How to vote?
2017 is quite the election year in Europe. Holland, Germany, France and maybe Italy, 4 E.U. founder states, are going to cast their ballots to choose their new rulers! As they have done since the end of World War II, citizens (men and women) will go to polling booths to express themselves via the democratic process of voting. Out of several possibilities, they will pick their favorite candidate or none.
I have been voting (because I am not underage anymore, yay!) for 5 years now, and I have to admit that it is the first time I really try to build my own opinion on the matter, and not this weird mix of my parents’, Le Monde and my friends’.
But how? And really what I mean by that “how” is two questions:
- How do I establish my own opinion on each and every single proposition (in the case of a presidential election, each candidate)?
- How, out of all these opinions I would now have at my disposal, do I select one single proposition, one single candidate?
These two questions have, for now, not satisfying answers and the second one exists only because of the voting system we are currently using. What are the different leads to explore in order to enhance the current system ?
I realize that, here, the word “opinion” might not be clear at all, and I will try to define what I mean by that in this article. To have an opinion on a proposition is to attach it two values (not necessarily numbers) on two aspects: its ground and its applicability.
Example: If the proposition is to ban Muslims from entering the United States, the ground is 1/10, very bad, but the applicability is 8/10, reasonably applicable.
Its ground is its ethic, its moral, the reasons that motivate it. Its applicability is whether it is going to cost much, whether it is humanly doable, whether we (as a society) have the needed technical skills or scientific knowledge.
By extension, an opinion on a candidate is the collection of the opinions on all his/her propositions.
How do I establish my opinion?
One easy way to answer that question is the following: “Read the platforms!”. Even if it seems like an easy answer, it’s at least the beginning of it all. But let’s be honest, do you know someone (I am talking non-professional here) who has had the courage to read carefully the platforms of every single candidate for the last election? This is a tedious task. It requires time and a lot of focus to understand sometimes complex reasonings or even sentence structures.
Let’s say that you try to read at least the platforms of the leading candidates (leading in the polls for example). It is still a very difficult exercise to come up with clearly defined opinions on every proposition. 4 factors can contribute to it.
The first is non-expertise. Indeed, you can not be an expert on every topic related to an election. Economy, finance, diplomacy and law, for instance, are central to one’s platform but they are very technical fields, for which everyone can have a global opinion, but hardly a strong one when it becomes a little deeper.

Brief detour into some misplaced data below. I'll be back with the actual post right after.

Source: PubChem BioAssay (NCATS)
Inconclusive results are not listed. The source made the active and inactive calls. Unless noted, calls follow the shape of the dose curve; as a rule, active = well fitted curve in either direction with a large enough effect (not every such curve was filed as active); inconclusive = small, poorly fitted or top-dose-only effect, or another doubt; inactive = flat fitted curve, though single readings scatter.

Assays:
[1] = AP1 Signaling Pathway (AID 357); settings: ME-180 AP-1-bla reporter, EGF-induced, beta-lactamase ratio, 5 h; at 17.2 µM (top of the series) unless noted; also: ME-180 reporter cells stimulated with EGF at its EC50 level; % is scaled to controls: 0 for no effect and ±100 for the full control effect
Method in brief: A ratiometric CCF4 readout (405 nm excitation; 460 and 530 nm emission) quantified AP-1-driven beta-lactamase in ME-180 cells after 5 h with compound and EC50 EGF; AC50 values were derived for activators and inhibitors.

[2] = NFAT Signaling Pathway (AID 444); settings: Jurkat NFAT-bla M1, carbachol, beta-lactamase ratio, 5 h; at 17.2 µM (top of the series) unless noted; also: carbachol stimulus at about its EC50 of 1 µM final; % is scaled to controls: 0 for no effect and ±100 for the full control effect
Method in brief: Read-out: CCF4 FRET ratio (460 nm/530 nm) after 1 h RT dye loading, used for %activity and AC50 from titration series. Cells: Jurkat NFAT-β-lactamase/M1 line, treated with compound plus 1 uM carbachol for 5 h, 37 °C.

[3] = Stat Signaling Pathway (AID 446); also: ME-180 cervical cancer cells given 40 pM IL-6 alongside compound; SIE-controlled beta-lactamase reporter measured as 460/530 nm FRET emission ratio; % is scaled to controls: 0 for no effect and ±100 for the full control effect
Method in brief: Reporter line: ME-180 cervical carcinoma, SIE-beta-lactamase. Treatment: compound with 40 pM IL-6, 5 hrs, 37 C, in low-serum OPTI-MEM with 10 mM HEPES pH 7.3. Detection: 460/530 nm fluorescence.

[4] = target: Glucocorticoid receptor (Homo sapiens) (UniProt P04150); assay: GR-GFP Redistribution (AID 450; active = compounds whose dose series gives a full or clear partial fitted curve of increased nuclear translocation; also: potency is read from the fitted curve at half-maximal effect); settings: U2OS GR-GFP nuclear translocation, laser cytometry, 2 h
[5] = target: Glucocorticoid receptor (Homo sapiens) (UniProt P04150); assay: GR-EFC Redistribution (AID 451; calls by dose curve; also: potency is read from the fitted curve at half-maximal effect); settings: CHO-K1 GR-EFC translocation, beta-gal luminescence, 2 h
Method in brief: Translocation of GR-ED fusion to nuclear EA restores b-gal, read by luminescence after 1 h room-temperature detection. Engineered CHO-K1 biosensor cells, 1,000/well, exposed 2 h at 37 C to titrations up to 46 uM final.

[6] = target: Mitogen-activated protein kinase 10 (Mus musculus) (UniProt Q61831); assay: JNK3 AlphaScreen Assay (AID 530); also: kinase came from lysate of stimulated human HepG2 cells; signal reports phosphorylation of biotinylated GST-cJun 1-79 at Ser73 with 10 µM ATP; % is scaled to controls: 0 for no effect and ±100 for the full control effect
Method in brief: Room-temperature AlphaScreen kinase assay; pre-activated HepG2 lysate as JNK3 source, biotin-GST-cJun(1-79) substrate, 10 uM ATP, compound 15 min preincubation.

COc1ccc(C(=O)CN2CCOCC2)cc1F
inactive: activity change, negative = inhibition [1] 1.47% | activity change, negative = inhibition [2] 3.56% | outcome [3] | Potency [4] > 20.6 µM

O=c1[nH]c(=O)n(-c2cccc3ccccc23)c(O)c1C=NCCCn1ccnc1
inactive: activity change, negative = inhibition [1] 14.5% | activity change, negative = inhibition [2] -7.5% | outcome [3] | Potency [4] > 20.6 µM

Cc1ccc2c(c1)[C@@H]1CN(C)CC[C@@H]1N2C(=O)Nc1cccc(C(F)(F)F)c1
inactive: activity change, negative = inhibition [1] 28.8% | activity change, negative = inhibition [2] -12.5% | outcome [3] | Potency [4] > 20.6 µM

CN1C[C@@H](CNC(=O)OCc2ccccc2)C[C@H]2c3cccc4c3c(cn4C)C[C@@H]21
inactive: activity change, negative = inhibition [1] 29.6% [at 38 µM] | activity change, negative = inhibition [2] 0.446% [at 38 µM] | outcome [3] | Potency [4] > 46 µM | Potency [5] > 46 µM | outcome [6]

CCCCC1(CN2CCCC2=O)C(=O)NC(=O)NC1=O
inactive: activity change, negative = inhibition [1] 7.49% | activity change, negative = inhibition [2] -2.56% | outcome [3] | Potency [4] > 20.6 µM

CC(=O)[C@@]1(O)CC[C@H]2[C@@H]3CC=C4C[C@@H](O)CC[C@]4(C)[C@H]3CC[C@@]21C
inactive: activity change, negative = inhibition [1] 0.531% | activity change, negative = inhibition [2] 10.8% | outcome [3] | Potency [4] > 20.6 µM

The second is lack of trust. How can you trust the numbers presented in the propositions to justify it? Even when the sources are stated, and you give them credit, how can you be sure that these numbers are the correct ones to understand the big picture of the issue tackled by the proposition (absolute vs dynamic for example)? Being aware of the context and the correct point of view to adopt is, most of the time, out of reach for non-experts.
The third is prejudice. Clearly, your personal history, the media, your relatives will have already influenced you on each candidate’s platform (be it negatively or positively) when you will find time to read it. It is perfectly normal and even sane to have public debates. However, it then becomes very difficult to keep a clear mind when screening platforms widely criticized or acclaimed.
The fourth is bias. The definition I gave of ground is intentionally not very satisfying in that it leaves out the citizen’s subjectivity. For example, if you are rich, you might be tempted to give a high value of ground to a proposition suggesting to lower tax on rich people, because you would benefit from it. At this point, it is important to ask yourself whether you vote for yourself or for the entire society. In other words, how do you calibrate your ground?
It seems, therefore, natural that everyone needs trusted sources to have an opinion on technical propositions. Ideally, you would need to check the validity of these sources, challenge them and see how often they are wrong (and whether they admit it and apologize for it). Obviously, it is extremely difficult to gather information from only trusted sources: even Facebook is struggling to find the correct definition!
All these drawbacks are related to the everlasting problem of the democracy in which the citizens are not correctly informed (“Democracy is the worst form of government except for all the others”, W. Churchill). It is tempting to give in to anti-democratic solutions. A quick reminder of why democracy is so important is explained in this essay by Hippolyte-Adolphe Taine (even if you are not interested in the subject, you might want to read it since it’s sometimes hilarious to see how condescending he gets, remember it’s 1889). Basically, it says that it is immoral to deny a man its right to live or die and therefore he should be able to choose the ones that lead him into a war.